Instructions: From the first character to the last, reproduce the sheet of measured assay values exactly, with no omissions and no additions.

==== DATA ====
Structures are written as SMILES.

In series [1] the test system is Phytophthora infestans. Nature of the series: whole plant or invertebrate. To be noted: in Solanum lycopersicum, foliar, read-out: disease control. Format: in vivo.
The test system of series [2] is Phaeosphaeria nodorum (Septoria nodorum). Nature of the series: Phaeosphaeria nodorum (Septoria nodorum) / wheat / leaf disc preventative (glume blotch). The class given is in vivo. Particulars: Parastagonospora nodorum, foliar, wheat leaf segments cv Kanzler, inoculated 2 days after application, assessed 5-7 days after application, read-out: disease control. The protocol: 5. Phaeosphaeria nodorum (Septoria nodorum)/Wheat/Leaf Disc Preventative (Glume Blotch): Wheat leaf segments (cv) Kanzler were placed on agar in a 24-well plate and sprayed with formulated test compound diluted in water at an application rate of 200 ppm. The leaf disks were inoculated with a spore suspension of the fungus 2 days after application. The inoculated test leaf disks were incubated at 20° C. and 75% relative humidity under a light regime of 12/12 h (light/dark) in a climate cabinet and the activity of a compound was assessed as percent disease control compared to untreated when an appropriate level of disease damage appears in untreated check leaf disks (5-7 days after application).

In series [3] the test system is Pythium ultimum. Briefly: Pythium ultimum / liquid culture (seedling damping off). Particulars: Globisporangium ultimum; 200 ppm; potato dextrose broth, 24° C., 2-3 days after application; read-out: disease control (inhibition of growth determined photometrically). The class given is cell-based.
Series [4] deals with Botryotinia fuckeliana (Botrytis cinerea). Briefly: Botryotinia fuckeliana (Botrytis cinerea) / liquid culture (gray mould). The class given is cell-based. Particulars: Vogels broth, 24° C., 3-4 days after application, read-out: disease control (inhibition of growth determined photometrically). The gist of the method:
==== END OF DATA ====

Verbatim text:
Structures are written as SMILES.

In series [1] the test system is Phytophthora infestans. Nature of the series: whole plant or invertebrate. To be noted: in Solanum lycopersicum, foliar, read-out: disease control. Format: in vivo.
The test system of series [2] is Phaeosphaeria nodorum (Septoria nodorum). Nature of the series: Phaeosphaeria nodorum (Septoria nodorum) / wheat / leaf disc preventative (glume blotch). The class given is in vivo. Particulars: Parastagonospora nodorum, foliar, wheat leaf segments cv Kanzler, inoculated 2 days after application, assessed 5-7 days after application, read-out: disease control. The protocol: 5. Phaeosphaeria nodorum (Septoria nodorum)/Wheat/Leaf Disc Preventative (Glume Blotch): Wheat leaf segments (cv) Kanzler were placed on agar in a 24-well plate and sprayed with formulated test compound diluted in water at an application rate of 200 ppm. The leaf disks were inoculated with a spore suspension of the fungus 2 days after application. The inoculated test leaf disks were incubated at 20° C. and 75% relative humidity under a light regime of 12/12 h (light/dark) in a climate cabinet and the activity of a compound was assessed as percent disease control compared to untreated when an appropriate level of disease damage appears in untreated check leaf disks (5-7 days after application).

In series [3] the test system is Pythium ultimum. Briefly: Pythium ultimum / liquid culture (seedling damping off). Particulars: Globisporangium ultimum; 200 ppm; potato dextrose broth, 24° C., 2-3 days after application; read-out: disease control (inhibition of growth determined photometrically). The class given is cell-based.
Series [4] deals with Botryotinia fuckeliana (Botrytis cinerea). Briefly: Botryotinia fuckeliana (Botrytis cinerea) / liquid culture (gray mould). The class given is cell-based. Particulars: Vogels broth, 24° C., 3-4 days after application, read-out: disease control (inhibition of growth determined photometrically). The gist of the method: